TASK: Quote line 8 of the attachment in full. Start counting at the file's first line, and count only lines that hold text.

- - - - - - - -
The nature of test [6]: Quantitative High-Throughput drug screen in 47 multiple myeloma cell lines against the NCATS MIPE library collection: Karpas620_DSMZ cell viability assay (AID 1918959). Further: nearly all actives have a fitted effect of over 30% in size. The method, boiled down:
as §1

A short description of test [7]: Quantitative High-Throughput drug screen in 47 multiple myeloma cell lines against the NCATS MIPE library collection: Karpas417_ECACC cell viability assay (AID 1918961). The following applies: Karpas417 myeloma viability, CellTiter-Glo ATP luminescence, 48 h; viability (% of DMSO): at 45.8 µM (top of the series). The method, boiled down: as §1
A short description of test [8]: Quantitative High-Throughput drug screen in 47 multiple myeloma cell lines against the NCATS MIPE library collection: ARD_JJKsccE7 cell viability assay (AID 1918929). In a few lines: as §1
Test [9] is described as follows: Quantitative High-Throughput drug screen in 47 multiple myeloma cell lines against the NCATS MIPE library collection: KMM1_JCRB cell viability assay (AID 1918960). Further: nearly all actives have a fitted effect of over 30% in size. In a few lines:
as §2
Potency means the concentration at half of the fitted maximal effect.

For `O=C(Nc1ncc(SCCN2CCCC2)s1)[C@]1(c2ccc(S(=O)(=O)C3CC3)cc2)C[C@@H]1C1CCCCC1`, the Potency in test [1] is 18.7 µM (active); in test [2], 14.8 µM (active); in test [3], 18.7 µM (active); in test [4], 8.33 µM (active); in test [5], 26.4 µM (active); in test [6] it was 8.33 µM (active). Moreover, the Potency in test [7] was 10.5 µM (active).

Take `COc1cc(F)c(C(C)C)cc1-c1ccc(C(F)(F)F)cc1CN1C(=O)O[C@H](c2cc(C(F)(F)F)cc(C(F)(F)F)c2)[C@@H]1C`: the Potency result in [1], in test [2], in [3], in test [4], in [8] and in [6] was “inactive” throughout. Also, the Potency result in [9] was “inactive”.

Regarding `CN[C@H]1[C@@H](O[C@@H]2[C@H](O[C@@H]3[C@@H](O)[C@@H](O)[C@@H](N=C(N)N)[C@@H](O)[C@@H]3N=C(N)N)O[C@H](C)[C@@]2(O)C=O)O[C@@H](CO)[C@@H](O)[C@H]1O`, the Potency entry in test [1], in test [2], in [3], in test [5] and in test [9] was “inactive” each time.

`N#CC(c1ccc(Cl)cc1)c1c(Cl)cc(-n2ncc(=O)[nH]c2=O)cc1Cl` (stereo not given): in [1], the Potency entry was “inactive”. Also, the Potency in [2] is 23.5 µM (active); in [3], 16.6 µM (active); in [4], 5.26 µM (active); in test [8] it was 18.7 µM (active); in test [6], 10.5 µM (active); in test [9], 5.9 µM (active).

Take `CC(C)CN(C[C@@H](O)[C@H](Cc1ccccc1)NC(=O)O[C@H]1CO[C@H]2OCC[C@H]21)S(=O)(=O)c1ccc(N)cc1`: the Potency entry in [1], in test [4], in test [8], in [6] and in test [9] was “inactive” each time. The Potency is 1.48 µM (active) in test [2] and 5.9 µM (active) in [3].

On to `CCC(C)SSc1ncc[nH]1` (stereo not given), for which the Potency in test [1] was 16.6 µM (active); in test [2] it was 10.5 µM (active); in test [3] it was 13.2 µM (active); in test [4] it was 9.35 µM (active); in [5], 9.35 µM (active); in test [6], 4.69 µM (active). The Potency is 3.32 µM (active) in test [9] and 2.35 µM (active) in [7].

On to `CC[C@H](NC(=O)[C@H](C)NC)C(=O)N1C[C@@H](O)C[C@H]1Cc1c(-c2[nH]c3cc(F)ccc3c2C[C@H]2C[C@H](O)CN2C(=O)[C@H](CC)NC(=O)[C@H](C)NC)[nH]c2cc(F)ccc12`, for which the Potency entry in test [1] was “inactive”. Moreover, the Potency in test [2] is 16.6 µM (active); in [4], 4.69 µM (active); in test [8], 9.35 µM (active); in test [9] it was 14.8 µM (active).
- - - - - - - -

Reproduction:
For `O=C(Nc1ncc(SCCN2CCCC2)s1)[C@]1(c2ccc(S(=O)(=O)C3CC3)cc2)C[C@@H]1C1CCCCC1`, the Potency in test [1] is 18.7 µM (active); in test [2], 14.8 µM (active); in test [3], 18.7 µM (active); in test [4], 8.33 µM (active); in test [5], 26.4 µM (active); in test [6] it was 8.33 µM (active). Moreover, the Potency in test [7] was 10.5 µM (active).